- Roy Hattersley on The Catholics on Sunday 3 June from 2 – 3pm, sponsored by EMBC: former MP and Deputy Leader of the Labour Party, Roy Hattersley will be in conversation with Kath Mitchell, Vice-Chancellor of the University of Derby. His book takes us through the 300 years following the Act of Supremacy, making Henry VIII head of the Church and breaking with Rome. It focuses on individual Catholics who were prosecuted, persecuted and penalised for the public expression of their faith.
- Churchill and the Bomb on Sunday 3 June from 5 – 6pm, sponsored by EMBC: the national – and indeed international – appetite for ‘Churchilliana’ continues unabated, not least with the success of the movie Darkest Hour and Gary Oldman’s award-winning portrayal of the iconic wartime leader. Less well known is Churchill’s fascination with science, nuclear war and his take as a statesman on nuclear weapons – from the development of the ‘Bomb’ as a weapon of war against Nazi Germany to the potential use of nuclear arms as weapons of communist containment in the early Cold War.
- Pandemic 1918 on Monday 4 June from 12noon – 1pm: Catharine Arnold’s book uncovers the human story of the Spanish Flu pandemic, the most devastating in world history, which killed up to 100 million people worldwide. But despite these massive fatalities, news of the danger was suppressed in Britain for fear of damaging war-time morale.
- The Curious World of Samuel Pepys & John Evelyn on Wednesday 6 June from 2 – 3pm: Pepys and Evelyn are two pivotal Restoration figures and the most celebrated English diarists. They were also extraordinary men and close friends with shared interests: diary-keeping, science travel and a love of books. Margaret Willes revisits the history of London and England at a time of regicide, revolution, fire and plague.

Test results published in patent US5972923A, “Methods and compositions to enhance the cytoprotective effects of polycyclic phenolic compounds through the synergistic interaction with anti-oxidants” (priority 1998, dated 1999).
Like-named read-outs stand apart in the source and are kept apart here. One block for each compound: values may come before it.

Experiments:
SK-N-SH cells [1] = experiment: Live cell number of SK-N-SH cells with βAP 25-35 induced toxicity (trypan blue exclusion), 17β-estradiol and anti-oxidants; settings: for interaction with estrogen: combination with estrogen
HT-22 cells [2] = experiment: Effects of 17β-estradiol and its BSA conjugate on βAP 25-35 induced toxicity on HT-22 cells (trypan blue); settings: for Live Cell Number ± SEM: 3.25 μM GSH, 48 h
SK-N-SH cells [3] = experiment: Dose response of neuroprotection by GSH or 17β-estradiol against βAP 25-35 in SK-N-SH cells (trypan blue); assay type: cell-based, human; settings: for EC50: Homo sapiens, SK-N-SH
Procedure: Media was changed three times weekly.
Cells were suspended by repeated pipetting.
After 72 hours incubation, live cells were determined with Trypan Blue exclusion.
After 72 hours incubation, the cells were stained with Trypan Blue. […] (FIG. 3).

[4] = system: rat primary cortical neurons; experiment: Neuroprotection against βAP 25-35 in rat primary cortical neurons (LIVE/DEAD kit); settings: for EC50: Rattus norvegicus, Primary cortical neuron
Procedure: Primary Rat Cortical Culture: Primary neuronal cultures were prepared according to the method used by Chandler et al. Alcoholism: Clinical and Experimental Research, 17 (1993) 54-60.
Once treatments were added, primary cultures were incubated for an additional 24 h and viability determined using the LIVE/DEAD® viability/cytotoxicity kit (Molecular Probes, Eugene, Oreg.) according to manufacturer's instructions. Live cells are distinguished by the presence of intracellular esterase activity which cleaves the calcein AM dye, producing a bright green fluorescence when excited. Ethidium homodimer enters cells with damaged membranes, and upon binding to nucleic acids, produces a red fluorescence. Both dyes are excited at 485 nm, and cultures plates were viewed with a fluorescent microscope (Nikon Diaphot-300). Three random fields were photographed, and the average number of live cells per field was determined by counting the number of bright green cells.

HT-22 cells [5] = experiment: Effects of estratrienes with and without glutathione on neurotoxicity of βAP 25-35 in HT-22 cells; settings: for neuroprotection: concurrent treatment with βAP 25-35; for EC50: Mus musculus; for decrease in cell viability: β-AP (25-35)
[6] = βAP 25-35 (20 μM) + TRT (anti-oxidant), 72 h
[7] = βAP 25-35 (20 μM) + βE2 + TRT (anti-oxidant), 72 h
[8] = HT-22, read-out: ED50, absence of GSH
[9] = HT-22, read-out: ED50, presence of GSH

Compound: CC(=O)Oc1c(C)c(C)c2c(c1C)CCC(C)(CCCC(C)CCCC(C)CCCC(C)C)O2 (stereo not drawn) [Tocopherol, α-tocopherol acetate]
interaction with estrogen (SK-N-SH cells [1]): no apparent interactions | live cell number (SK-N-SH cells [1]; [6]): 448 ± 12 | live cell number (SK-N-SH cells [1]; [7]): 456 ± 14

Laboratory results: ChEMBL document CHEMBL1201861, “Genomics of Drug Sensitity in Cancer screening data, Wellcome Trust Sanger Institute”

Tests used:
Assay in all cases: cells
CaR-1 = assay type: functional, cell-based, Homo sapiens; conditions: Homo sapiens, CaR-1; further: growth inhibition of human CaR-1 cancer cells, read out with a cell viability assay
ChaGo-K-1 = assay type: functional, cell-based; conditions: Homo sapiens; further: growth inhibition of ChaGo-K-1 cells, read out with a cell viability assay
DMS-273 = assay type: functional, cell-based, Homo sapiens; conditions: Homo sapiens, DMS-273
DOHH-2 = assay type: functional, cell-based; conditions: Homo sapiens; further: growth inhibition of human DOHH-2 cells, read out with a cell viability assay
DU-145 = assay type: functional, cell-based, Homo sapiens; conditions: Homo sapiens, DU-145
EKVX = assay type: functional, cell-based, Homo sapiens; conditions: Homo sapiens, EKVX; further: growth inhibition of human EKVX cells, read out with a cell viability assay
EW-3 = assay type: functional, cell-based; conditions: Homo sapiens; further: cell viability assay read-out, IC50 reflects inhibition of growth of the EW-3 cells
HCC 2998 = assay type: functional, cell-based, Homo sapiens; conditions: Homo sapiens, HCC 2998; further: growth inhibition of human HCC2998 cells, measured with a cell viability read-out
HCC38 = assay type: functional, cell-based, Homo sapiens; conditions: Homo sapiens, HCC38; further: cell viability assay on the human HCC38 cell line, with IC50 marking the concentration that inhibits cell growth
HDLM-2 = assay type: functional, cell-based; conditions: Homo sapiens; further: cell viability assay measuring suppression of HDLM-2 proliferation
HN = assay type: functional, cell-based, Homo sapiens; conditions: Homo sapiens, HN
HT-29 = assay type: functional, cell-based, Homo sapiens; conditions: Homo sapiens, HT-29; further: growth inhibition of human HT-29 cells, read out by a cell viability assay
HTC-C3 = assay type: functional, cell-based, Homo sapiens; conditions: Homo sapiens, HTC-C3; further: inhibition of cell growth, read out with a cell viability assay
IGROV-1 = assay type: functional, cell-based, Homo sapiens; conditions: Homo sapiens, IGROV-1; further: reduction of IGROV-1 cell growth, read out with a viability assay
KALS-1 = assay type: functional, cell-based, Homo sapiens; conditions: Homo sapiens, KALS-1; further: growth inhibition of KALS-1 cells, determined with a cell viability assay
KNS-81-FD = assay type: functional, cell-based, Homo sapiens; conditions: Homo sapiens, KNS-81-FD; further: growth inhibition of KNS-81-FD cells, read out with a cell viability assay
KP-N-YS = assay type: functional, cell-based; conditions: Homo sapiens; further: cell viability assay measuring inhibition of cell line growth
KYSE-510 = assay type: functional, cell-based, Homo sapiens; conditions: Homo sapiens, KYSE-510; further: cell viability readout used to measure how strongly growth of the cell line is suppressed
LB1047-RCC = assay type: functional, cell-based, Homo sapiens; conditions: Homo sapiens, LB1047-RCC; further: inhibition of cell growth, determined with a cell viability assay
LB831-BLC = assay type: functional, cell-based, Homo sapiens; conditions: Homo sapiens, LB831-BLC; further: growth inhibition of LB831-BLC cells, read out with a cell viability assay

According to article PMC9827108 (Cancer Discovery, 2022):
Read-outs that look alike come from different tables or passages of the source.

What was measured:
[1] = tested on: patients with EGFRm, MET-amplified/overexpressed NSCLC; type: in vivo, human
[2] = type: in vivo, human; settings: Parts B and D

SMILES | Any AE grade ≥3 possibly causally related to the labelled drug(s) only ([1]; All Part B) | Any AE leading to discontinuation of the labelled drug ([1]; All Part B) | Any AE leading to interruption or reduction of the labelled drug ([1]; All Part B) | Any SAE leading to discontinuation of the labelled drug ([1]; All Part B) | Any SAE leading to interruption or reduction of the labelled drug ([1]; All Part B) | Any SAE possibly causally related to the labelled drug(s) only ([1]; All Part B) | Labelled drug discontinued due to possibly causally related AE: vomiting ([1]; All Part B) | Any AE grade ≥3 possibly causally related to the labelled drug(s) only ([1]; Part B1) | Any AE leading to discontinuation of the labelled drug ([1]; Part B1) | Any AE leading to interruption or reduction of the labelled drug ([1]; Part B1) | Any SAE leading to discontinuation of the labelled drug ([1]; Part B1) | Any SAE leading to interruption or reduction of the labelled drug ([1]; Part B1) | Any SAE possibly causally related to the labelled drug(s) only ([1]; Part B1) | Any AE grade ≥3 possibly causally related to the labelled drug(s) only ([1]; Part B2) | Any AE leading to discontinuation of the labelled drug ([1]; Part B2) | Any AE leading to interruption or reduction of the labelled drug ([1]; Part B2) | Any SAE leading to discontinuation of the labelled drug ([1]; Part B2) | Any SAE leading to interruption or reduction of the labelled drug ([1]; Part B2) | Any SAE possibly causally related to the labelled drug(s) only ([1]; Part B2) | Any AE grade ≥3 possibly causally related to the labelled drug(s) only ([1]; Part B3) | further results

- Afternoon Tea with Anne de Courcy: The Husband Hunters on Thursday 7 June from 3 – 5pm, sponsored by Nelsons: in the late 19th and early 20th century a strange invasion took place in Britain. The incomers were dozens of young American heiresses who married into the British peerage, bringing with them all the fabulous wealth, glamour and sophistication of the Gilded Age. The Husband Hunters sets the stories of these young women and their families in the context of their times.
- House Style: Five Centuries of Fashion at Chatsworth on Wednesday 6 June from 12noon – 3pm, sponsored by PwC: at this year’s Festival Lunch we will be joined by the Countess of Burlington who co-authored House Style, the beautiful companion book to last year’s magnificent (and hugely successful) history of fashion exhibition at Chatsworth.
- Gainsborough: A Portrait on Saturday 2 June from 12noon – 1pm: James Hamilton reveals Thomas Gainsborough in his many contexts: the easy-going Suffolk lad, transported to the heights of fashion by a natural talent; a gentle and empathetic family man, whose volatility could lead him to slash his paintings; the rake-on-the-make in London; the charming and amusing friend of royalty; the top society-portrait painter in Bath and London who earned huge sums by bringing the right people into his studio.